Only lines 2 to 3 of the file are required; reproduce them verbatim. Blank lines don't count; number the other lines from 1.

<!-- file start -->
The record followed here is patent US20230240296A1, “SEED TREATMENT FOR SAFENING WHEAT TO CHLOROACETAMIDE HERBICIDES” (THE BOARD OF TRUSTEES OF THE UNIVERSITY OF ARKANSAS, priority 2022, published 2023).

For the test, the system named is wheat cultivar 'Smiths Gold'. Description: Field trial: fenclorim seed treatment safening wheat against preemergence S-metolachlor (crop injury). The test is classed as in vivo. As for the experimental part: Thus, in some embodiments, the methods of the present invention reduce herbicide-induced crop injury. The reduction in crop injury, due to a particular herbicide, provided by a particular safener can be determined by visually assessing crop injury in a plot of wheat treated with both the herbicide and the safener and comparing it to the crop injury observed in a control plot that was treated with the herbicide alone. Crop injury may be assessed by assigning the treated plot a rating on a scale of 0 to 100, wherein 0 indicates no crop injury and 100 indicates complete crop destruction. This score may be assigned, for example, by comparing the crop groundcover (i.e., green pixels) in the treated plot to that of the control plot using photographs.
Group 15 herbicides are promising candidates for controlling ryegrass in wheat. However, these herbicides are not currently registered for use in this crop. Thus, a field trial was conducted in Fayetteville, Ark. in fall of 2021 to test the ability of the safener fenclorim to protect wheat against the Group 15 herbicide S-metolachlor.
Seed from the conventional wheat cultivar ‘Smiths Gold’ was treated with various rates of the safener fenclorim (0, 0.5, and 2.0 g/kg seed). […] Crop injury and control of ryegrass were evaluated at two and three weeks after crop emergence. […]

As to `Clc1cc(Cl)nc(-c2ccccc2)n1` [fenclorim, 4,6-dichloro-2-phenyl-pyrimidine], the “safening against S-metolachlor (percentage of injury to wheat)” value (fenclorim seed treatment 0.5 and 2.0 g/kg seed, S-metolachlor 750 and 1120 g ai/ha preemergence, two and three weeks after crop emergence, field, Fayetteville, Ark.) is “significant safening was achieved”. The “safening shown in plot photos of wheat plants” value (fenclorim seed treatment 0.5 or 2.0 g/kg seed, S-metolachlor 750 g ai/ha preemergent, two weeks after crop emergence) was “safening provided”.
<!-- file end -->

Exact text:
For the test, the system named is wheat cultivar 'Smiths Gold'. Description: Field trial: fenclorim seed treatment safening wheat against preemergence S-metolachlor (crop injury). The test is classed as in vivo. As for the experimental part: Thus, in some embodiments, the methods of the present invention reduce herbicide-induced crop injury. The reduction in crop injury, due to a particular herbicide, provided by a particular safener can be determined by visually assessing crop injury in a plot of wheat treated with both the herbicide and the safener and comparing it to the crop injury observed in a control plot that was treated with the herbicide alone. Crop injury may be assessed by assigning the treated plot a rating on a scale of 0 to 100, wherein 0 indicates no crop injury and 100 indicates complete crop destruction. This score may be assigned, for example, by comparing the crop groundcover (i.e., green pixels) in the treated plot to that of the control plot using photographs.
Group 15 herbicides are promising candidates for controlling ryegrass in wheat. However, these herbicides are not currently registered for use in this crop. Thus, a field trial was conducted in Fayetteville, Ark. in fall of 2021 to test the ability of the safener fenclorim to protect wheat against the Group 15 herbicide S-metolachlor.